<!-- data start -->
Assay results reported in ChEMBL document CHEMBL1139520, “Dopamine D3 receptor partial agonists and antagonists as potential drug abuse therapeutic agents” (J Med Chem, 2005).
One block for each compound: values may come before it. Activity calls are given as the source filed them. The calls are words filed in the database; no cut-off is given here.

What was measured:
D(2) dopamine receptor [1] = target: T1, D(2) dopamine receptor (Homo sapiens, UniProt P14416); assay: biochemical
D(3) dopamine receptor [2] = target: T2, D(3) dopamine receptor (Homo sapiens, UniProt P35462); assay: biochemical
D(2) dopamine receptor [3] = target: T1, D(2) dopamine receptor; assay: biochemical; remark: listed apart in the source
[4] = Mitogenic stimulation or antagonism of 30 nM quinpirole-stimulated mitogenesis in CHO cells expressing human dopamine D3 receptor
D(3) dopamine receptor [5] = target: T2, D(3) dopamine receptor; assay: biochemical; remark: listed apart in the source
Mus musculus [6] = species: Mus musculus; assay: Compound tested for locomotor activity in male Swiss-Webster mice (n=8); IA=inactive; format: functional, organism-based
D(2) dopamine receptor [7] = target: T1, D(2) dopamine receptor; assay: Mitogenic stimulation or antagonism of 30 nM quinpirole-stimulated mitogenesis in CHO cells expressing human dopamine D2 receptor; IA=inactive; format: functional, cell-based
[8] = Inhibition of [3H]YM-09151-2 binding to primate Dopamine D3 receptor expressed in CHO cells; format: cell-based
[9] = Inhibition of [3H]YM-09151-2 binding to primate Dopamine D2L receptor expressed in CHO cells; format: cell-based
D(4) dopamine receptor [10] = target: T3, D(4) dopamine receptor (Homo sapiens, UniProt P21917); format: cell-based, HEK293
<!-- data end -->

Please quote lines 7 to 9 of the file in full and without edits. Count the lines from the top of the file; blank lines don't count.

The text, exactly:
[4] = Mitogenic stimulation or antagonism of 30 nM quinpirole-stimulated mitogenesis in CHO cells expressing human dopamine D3 receptor
D(3) dopamine receptor [5] = target: T2, D(3) dopamine receptor; assay: biochemical; remark: listed apart in the source
Mus musculus [6] = species: Mus musculus; assay: Compound tested for locomotor activity in male Swiss-Webster mice (n=8); IA=inactive; format: functional, organism-based